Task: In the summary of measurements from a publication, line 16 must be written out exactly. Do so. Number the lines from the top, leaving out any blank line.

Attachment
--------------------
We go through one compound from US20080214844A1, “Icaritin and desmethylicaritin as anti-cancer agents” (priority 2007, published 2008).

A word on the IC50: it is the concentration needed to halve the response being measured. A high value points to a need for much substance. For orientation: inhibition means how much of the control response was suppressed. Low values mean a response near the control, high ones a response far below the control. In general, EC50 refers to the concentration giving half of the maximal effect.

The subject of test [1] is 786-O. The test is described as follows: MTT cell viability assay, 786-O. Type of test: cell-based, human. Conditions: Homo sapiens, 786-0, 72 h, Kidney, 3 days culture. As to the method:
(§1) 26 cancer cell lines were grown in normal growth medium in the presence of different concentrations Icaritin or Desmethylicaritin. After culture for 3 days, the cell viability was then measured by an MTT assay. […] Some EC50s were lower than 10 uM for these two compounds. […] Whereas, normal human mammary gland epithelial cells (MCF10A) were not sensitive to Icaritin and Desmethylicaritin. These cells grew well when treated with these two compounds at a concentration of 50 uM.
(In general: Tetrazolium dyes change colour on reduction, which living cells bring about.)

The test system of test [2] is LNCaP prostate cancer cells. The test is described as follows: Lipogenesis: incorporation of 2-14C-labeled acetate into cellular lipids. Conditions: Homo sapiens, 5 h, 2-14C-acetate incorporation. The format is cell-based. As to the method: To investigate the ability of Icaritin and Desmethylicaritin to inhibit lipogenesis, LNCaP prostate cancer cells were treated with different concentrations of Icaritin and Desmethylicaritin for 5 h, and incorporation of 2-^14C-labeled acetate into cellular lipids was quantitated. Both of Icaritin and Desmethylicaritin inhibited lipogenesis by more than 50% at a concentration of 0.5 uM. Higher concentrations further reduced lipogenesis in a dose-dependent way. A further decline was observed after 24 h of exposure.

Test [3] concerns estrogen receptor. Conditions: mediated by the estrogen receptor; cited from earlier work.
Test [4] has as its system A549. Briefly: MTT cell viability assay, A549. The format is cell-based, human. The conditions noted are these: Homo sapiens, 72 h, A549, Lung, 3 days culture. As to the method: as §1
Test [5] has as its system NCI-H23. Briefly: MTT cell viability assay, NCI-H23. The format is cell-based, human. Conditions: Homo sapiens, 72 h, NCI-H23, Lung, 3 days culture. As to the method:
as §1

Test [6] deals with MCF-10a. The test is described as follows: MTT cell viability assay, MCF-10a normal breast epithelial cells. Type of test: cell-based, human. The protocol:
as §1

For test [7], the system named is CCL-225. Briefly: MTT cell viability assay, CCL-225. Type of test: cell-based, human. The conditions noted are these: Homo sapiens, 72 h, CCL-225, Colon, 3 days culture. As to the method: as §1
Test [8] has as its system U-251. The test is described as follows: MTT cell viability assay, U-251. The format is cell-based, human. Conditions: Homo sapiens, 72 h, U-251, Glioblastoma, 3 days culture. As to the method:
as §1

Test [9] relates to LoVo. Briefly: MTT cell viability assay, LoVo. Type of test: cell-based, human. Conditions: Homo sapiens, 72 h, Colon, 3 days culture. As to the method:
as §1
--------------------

Test [9] relates to LoVo. Briefly: MTT cell viability assay, LoVo. Type of test: cell-based, human. Conditions: Homo sapiens, 72 h, Colon, 3 days culture. As to the method: